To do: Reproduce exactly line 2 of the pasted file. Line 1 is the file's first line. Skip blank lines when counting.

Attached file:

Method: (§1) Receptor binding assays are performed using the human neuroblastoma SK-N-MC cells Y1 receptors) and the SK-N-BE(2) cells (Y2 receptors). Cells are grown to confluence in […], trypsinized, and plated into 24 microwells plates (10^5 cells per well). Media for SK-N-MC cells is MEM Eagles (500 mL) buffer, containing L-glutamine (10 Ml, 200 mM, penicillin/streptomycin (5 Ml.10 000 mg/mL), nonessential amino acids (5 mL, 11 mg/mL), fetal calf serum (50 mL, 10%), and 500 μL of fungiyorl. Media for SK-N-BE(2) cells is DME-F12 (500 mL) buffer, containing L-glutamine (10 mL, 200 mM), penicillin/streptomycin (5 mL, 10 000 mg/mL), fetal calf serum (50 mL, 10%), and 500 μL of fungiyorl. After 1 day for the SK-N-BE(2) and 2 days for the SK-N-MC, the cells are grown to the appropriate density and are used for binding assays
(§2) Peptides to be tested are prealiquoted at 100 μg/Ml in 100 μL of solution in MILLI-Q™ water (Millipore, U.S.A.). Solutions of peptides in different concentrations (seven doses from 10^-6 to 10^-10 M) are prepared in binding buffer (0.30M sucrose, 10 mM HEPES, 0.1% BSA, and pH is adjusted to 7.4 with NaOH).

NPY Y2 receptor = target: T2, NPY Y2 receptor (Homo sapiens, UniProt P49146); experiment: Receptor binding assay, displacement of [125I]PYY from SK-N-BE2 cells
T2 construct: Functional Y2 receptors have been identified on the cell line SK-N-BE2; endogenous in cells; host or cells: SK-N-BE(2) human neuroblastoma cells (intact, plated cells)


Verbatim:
(§2) Peptides to be tested are prealiquoted at 100 μg/Ml in 100 μL of solution in MILLI-Q™ water (Millipore, U.S.A.). Solutions of peptides in different concentrations (seven doses from 10^-6 to 10^-10 M) are prepared in binding buffer (0.30M sucrose, 10 mM HEPES, 0.1% BSA, and pH is adjusted to 7.4 with NaOH).